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    ABSTRACT: Dengue virus (DENV) infection is the most important arthropod- borne viral disease in human, but antiviral therapy and approved vaccines remain unavailable due to antibody-dependent enhancement (ADE) phenomenon. Many studies showed that pre-membrane (prM)-specific antibodies do not efficiently neutralize DENV infection but potently promote ADE infection. However, most of the binding epitopes of these antibodies remain unknown. In the present study, we characterized a DENV cross-reactive monoclonal antibody (mAb), 4D10, that neutralized poorly but potently enhanced infection of four standard DENV serotypes and immature DENV (imDENV) over a broad range of concentration. In addition, the epitope of 4D10 was successfully mapped to amino acid residues 14 to18 of DENV1-4 prM protein using a phage-displayed peptide library and comprehensive bioinformatics analysis. We found that the epitope was DENV serocomplex cross-reactive and showed to be highly immunogenic in Balb/c mice. Furthermore, antibody against epitope peptide PL10, like 4D10, showed broad cross-reactivity and weak neutralizing activtity with four standard DENV serotypes and imDENV but significantly promoted ADE infection. These results suggested 4D10 and anti-PL10 sera were infection-enhancing antibodies and PL10 was infection-enhancing epitope. We mapped the epitope of 4D10 to amino acid residues 14 to18 of DENV1-4 prM and found that this epitope was infection-enhancing. These findings may provide significant implications for future vaccine design and facilitate understanding the pathogenesis of DENV infection.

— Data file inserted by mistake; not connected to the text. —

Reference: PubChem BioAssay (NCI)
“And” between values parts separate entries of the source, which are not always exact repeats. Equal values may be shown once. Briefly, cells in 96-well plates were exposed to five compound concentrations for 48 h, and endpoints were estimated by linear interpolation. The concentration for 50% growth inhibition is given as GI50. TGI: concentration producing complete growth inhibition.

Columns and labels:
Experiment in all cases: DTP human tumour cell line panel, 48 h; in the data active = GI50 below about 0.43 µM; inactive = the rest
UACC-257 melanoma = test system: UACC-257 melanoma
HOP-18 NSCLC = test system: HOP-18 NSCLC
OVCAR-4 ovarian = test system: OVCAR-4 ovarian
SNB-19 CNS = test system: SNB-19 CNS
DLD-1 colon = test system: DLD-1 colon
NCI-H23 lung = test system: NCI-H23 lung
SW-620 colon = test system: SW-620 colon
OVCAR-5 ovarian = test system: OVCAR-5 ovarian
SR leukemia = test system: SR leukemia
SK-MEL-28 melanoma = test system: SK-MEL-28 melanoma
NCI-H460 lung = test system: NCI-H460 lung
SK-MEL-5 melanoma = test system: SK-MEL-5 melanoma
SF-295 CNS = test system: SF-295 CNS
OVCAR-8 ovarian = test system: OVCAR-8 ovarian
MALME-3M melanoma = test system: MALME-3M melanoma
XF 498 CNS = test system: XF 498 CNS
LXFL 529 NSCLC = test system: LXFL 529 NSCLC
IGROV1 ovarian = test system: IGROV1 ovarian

BMC Microbiology 08/2013; 13(1):194. DOI:10.1186/1471-2180-13-194 · 2.73 Impact Factor
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    • "This orchestrates profound rearrangements of viral glycoproteins that result in the acquisition of the mature structure of the virion [14], [15], [16]. While this cleavage is a required step in the viral life cycle, it can be inefficient; suggesting that complete maturation is not required for infectivity [17], [18]. Indeed, the presence of flaviviral ‘mosaic’ particles combining regions of mature and immature structure has been documented [19], and the degree of maturation of flavivirus particles has been related to different aspects of their interaction with antibodies [18], [20], [21], [22]. "